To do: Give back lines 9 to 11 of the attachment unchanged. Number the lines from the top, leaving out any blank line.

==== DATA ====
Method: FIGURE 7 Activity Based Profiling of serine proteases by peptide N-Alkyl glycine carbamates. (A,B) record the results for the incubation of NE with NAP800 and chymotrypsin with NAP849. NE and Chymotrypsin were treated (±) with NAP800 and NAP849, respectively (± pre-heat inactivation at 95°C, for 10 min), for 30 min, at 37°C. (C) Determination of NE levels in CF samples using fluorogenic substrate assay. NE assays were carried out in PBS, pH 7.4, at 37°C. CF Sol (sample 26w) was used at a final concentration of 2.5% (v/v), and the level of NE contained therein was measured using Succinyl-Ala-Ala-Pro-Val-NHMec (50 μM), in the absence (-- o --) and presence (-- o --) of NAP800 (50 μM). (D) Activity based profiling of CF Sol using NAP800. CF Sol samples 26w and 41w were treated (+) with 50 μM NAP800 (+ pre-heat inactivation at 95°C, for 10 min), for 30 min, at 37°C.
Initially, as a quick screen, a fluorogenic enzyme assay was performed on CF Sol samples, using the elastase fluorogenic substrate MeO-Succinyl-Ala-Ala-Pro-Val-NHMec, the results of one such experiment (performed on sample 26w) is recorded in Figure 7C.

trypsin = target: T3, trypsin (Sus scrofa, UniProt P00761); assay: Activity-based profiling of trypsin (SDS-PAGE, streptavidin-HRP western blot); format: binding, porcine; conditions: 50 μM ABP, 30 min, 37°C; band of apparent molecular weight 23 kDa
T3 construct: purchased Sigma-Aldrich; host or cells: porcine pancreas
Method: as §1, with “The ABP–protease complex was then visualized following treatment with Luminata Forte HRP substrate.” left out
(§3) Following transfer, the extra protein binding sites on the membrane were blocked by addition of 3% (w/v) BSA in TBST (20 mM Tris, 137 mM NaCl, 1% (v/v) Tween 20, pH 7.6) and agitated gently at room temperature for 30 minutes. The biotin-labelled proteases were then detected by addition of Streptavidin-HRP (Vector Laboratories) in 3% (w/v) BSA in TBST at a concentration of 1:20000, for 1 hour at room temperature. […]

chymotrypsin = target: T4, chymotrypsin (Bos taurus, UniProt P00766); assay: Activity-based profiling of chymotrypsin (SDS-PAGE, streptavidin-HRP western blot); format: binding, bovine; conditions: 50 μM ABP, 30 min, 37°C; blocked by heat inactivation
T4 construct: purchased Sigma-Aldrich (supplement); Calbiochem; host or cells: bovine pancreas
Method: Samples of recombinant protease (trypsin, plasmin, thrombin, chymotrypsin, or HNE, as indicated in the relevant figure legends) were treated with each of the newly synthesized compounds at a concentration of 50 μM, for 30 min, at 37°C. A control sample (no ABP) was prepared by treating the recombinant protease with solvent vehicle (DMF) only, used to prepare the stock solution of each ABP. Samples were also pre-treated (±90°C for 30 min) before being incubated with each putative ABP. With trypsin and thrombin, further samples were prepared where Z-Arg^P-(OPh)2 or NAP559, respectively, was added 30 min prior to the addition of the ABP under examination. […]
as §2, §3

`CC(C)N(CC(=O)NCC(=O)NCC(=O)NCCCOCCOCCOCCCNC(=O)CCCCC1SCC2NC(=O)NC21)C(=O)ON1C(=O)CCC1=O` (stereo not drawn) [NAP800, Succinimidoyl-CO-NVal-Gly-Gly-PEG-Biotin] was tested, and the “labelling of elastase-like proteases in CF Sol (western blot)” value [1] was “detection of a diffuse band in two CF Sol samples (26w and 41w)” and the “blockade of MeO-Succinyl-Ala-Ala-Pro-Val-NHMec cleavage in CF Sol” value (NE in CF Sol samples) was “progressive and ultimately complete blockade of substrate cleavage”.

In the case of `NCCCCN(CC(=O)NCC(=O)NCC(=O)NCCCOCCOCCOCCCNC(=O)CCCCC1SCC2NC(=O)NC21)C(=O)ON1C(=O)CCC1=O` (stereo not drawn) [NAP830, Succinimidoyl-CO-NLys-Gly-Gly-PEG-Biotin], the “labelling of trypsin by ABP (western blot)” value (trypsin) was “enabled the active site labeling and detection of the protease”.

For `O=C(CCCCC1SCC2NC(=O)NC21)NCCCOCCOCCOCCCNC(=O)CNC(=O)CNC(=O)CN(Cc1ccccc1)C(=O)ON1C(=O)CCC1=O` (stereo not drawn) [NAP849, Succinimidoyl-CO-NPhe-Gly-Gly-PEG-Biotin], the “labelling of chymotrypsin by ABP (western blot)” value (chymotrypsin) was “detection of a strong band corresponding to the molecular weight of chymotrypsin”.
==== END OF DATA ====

Method: Samples of recombinant protease (trypsin, plasmin, thrombin, chymotrypsin, or HNE, as indicated in the relevant figure legends) were treated with each of the newly synthesized compounds at a concentration of 50 μM, for 30 min, at 37°C. A control sample (no ABP) was prepared by treating the recombinant protease with solvent vehicle (DMF) only, used to prepare the stock solution of each ABP. Samples were also pre-treated (±90°C for 30 min) before being incubated with each putative ABP. With trypsin and thrombin, further samples were prepared where Z-Arg^P-(OPh)2 or NAP559, respectively, was added 30 min prior to the addition of the ABP under examination. […]
as §2, §3

`CC(C)N(CC(=O)NCC(=O)NCC(=O)NCCCOCCOCCOCCCNC(=O)CCCCC1SCC2NC(=O)NC21)C(=O)ON1C(=O)CCC1=O` (stereo not drawn) [NAP800, Succinimidoyl-CO-NVal-Gly-Gly-PEG-Biotin] was tested, and the “labelling of elastase-like proteases in CF Sol (western blot)” value [1] was “detection of a diffuse band in two CF Sol samples (26w and 41w)” and the “blockade of MeO-Succinyl-Ala-Ala-Pro-Val-NHMec cleavage in CF Sol” value (NE in CF Sol samples) was “progressive and ultimately complete blockade of substrate cleavage”.